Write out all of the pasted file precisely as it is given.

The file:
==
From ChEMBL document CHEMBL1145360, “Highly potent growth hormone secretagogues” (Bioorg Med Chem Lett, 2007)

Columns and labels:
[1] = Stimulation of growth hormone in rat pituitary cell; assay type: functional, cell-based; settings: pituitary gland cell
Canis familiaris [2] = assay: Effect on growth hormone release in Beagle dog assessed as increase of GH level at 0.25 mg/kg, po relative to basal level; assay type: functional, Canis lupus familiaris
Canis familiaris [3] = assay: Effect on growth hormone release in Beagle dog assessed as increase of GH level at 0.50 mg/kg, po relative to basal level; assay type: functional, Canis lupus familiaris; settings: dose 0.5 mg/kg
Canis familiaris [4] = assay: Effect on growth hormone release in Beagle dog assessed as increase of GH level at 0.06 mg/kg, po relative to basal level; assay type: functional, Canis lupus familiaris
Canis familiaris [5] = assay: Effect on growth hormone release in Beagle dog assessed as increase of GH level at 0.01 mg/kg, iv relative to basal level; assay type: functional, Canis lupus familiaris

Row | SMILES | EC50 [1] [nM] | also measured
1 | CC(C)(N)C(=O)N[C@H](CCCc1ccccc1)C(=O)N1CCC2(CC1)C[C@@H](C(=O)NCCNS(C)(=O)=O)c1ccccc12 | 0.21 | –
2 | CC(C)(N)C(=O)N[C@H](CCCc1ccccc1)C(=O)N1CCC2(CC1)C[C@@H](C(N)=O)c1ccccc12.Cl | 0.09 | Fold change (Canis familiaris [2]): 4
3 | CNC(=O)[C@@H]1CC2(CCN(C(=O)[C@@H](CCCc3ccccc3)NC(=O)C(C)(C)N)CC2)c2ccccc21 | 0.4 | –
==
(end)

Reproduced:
From ChEMBL document CHEMBL1145360, “Highly potent growth hormone secretagogues” (Bioorg Med Chem Lett, 2007)

Columns and labels:
[1] = Stimulation of growth hormone in rat pituitary cell; assay type: functional, cell-based; settings: pituitary gland cell
Canis familiaris [2] = assay: Effect on growth hormone release in Beagle dog assessed as increase of GH level at 0.25 mg/kg, po relative to basal level; assay type: functional, Canis lupus familiaris
Canis familiaris [3] = assay: Effect on growth hormone release in Beagle dog assessed as increase of GH level at 0.50 mg/kg, po relative to basal level; assay type: functional, Canis lupus familiaris; settings: dose 0.5 mg/kg
Canis familiaris [4] = assay: Effect on growth hormone release in Beagle dog assessed as increase of GH level at 0.06 mg/kg, po relative to basal level; assay type: functional, Canis lupus familiaris
Canis familiaris [5] = assay: Effect on growth hormone release in Beagle dog assessed as increase of GH level at 0.01 mg/kg, iv relative to basal level; assay type: functional, Canis lupus familiaris

Row | SMILES | EC50 [1] [nM] | also measured
1 | CC(C)(N)C(=O)N[C@H](CCCc1ccccc1)C(=O)N1CCC2(CC1)C[C@@H](C(=O)NCCNS(C)(=O)=O)c1ccccc12 | 0.21 | –
2 | CC(C)(N)C(=O)N[C@H](CCCc1ccccc1)C(=O)N1CCC2(CC1)C[C@@H](C(N)=O)c1ccccc12.Cl | 0.09 | Fold change (Canis familiaris [2]): 4
3 | CNC(=O)[C@@H]1CC2(CCN(C(=O)[C@@H](CCCc3ccccc3)NC(=O)C(C)(C)N)CC2)c2ccccc21 | 0.4 | –